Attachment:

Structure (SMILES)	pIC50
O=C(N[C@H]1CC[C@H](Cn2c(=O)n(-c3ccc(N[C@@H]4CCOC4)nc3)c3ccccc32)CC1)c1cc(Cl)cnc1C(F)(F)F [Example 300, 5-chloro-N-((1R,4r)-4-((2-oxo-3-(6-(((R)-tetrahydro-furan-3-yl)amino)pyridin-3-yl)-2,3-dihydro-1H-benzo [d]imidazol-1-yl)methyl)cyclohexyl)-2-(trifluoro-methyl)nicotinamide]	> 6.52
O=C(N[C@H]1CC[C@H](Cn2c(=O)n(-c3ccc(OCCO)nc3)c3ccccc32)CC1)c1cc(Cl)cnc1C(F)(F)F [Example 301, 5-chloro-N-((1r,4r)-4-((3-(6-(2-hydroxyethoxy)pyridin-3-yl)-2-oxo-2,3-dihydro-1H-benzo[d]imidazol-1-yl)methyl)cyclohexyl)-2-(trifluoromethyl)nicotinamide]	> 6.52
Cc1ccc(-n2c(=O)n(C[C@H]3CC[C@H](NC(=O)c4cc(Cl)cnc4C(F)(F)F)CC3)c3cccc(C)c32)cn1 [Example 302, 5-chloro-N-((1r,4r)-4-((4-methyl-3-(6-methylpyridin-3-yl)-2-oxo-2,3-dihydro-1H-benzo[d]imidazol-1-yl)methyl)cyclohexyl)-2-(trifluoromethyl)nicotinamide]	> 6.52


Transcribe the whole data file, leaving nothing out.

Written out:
Structure (SMILES)	pIC50
O=C(N[C@H]1CC[C@H](Cn2c(=O)n(-c3ccc(N[C@@H]4CCOC4)nc3)c3ccccc32)CC1)c1cc(Cl)cnc1C(F)(F)F [Example 300, 5-chloro-N-((1R,4r)-4-((2-oxo-3-(6-(((R)-tetrahydro-furan-3-yl)amino)pyridin-3-yl)-2,3-dihydro-1H-benzo [d]imidazol-1-yl)methyl)cyclohexyl)-2-(trifluoro-methyl)nicotinamide]	> 6.52
O=C(N[C@H]1CC[C@H](Cn2c(=O)n(-c3ccc(OCCO)nc3)c3ccccc32)CC1)c1cc(Cl)cnc1C(F)(F)F [Example 301, 5-chloro-N-((1r,4r)-4-((3-(6-(2-hydroxyethoxy)pyridin-3-yl)-2-oxo-2,3-dihydro-1H-benzo[d]imidazol-1-yl)methyl)cyclohexyl)-2-(trifluoromethyl)nicotinamide]	> 6.52
Cc1ccc(-n2c(=O)n(C[C@H]3CC[C@H](NC(=O)c4cc(Cl)cnc4C(F)(F)F)CC3)c3cccc(C)c32)cn1 [Example 302, 5-chloro-N-((1r,4r)-4-((4-methyl-3-(6-methylpyridin-3-yl)-2-oxo-2,3-dihydro-1H-benzo[d]imidazol-1-yl)methyl)cyclohexyl)-2-(trifluoromethyl)nicotinamide]	> 6.52